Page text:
Your germs and you!
With the seemingly unending list of new infectious diseases, many people have developed a great fear of germs. Health authorities spend a lot of time and resources waging wars and campaigns against these hostile foes. I think we need to rethink these strategies. Germs may actually promote health.
In 2010, researchers discovered an amazing organ that doctors had failed to recognise before. They realised that the human body is crawling with hundreds of trillions of microorganisms, mainly bacteria plus fungi, viruses and parasites. It is estimated that for every single human cell in your squeaky clean body, there are at least 10 bacteria in residence. This collection of organisms living outside and inside your physical structure is an actual organ, a functioning system called the microbiome.
Research shows that the body is a delicate ecosystem, and that germs are essential for its healthy function. Your intestines, for example, are populated by immense numbers of friendly and not-so-friendly bacteria that work together to promote health. At any given moment, you have over two pounds of germs in your colon and a single bowel movement contains more bacteria than there are stars in the known universe.
But the microbiome is not only the germs in your gut. It is all over your body and is responsible for the development and function of other organs and systems, including the brain and the immune system. It even influences our behaviour and intellectual function. Researcher Dr Marco Ruggiero wrote a book about the microbiome and called it the third brain.
The right balance of germs is vital to good digestive function. Many common stomach and digestive disorders are related to an imbalance between the good and the bad germs in the intestines: gas, bloating, indigestion, acid reflux, stomach ulcers, gastritis, enteritis, diverticular disease, the irritable bowel syndrome, constipation, colitis and even colon cancer to name a few. They also facilitate digestion by producing additional digestive enzymes and by keeping the intestinal membranes clean and healthy.
Intestinal bacteria manu-facture vitamin A, vitamin K, and several B vitamins, including vitamin B12. Vitamin A promotes good vision, healthy skin and a strong immune system. Vitamin K assists blood clotting, bone formation and cancer prevention. The B vitamins combat physical and mental stress and aid good circulation and heart function.
Protects against infection
New research suggests that when the microbiome is damaged by the abuse of antibiotics and poor diets, our resistance to the germs causing these modern epidemics is weakened. Healthy bugs are well known to control troublesome germs like the yeast/fungus Candida. They help prevent food poisoning by producing natural antibiotics to control other harmful germs like salmonella. Good germs also suppress another bad bug - helicobacter pylori, the bacterium held responsible for causing stomach ulcers, gastritis and possibly stomach cancers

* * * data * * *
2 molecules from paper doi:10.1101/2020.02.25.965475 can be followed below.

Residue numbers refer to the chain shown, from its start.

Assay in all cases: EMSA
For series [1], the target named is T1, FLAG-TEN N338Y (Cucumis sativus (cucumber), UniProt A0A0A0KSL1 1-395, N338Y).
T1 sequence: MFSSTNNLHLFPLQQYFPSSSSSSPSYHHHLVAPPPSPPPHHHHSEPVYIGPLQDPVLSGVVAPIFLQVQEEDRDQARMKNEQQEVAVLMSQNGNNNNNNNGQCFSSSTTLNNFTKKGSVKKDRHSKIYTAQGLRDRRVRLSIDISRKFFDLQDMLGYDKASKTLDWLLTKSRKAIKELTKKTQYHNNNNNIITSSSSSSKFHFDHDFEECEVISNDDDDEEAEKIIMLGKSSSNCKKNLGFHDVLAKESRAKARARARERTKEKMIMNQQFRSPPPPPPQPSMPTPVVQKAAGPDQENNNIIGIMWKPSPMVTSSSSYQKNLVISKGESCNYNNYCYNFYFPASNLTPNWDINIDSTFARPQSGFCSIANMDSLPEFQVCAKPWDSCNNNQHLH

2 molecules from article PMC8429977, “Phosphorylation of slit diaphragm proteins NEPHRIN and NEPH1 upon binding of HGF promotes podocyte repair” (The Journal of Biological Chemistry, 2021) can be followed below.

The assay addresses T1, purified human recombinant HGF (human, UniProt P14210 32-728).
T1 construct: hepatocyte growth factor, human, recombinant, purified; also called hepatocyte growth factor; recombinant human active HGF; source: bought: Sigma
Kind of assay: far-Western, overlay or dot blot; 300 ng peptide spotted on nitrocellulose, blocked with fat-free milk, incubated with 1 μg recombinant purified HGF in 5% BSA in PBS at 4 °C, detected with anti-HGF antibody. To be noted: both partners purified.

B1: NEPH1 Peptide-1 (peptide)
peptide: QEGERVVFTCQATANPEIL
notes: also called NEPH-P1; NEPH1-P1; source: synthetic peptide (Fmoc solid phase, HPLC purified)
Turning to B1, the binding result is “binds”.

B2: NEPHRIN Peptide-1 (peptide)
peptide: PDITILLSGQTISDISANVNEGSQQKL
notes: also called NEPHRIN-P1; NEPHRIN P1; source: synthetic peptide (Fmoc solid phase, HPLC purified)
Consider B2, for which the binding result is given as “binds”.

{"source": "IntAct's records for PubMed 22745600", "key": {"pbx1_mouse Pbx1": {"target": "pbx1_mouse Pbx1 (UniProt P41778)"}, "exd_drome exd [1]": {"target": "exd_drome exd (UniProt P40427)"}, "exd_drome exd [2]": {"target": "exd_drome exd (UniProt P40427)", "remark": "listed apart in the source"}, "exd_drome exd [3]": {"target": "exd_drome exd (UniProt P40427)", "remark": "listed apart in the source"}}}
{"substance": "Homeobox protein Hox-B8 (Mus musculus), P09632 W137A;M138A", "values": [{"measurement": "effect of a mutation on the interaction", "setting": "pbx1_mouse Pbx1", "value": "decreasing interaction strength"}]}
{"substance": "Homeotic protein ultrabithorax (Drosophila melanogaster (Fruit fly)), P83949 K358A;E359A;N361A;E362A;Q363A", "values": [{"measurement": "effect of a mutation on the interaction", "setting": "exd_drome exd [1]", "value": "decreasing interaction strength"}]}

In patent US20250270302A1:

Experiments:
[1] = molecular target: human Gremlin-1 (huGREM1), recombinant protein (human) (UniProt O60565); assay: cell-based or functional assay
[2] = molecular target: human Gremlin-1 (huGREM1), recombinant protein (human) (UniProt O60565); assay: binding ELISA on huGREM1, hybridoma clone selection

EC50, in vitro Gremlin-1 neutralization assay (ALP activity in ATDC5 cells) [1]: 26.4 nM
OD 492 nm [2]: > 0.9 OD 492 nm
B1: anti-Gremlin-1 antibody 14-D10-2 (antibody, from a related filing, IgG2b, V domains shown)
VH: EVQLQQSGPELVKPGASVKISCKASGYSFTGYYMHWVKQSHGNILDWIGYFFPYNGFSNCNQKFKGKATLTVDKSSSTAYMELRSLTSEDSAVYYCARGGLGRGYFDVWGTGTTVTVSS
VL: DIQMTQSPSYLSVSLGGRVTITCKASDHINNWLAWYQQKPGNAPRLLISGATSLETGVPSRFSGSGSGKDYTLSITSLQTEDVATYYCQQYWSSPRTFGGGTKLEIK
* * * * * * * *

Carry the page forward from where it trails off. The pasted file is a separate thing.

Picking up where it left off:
Our good germs promote a healthy immune system in several ways, thus reducing allergies and inflammation. They limit the growth of other bacteria that produce cancer-causing chemicals called nitrates. They even remove carcinogens like pesticides that are now common contaminants in our food. Recently, researchers have even shown that healthy bacteria encourage a reduction in excess body fat.
We share our germs
We share our microbiome with each other. Research has shown a greater similarity of germs in individuals who have been intimate. In experiments for bacterial transfer, a kiss was shown to transfer about 80 million bacteria between partners during an intimate kiss lasting 10 seconds, so kiss wisely.
Eating lots of high-fibre foods like fresh fruit, vegetables and whole grains create a healthy intestinal environment for the good bacteria because of their high fibre, vitamin and mineral content. Eating more raw, uncooked foods can improve your microbiome. Avoid chemical food preservatives as they may destroy the good bacteria. Minimise the consumption of sugar, refined flour products and alcohol, as disease-causing bacteria and fungi feed on refined sugar.
Prebiotics are substances that encourage the growth of friendly bacteria. They include dietary fibre that the bacteria feed on, fructoligosaccharides (FOS), and acemannin - a special substance found in aloe vera. Green tea has also has a prebiotic effect.
Two particularly useful species of healthy bacteria are Lactobacillus acidophilus (acidophilus) and Bifidobacterium (bifidus). They are called probiotics (meaning for life) in contradistinction to antibiotics, which literally means against life. They are found in fermented foods like natural yogurt, tempeh, miso and sauerkraut. Probiotic supplements can also be used to provide additional healthy bacteria to your diet. A single probiotic tablet or capsule contains millions of friendly bacteria.
Be careful with antibiotics
Although antibiotics are powerful tools when properly used, their reckless abuse worldwide has led to the emergence of terrible and dangerous antibiotic-resistant super-germs. The improper use of antibiotics also damages our microbiome, a problem called dysbiosis. So take antibiotics only when absolutely necessary.
n You may email
Dr Vendryes at email@example.com
or listen to 'An Ounce
of Prevention' on POWER106FM on Fridays at 8:15 p.m. Details of his books and articles are available at www.tonyvendryes.com.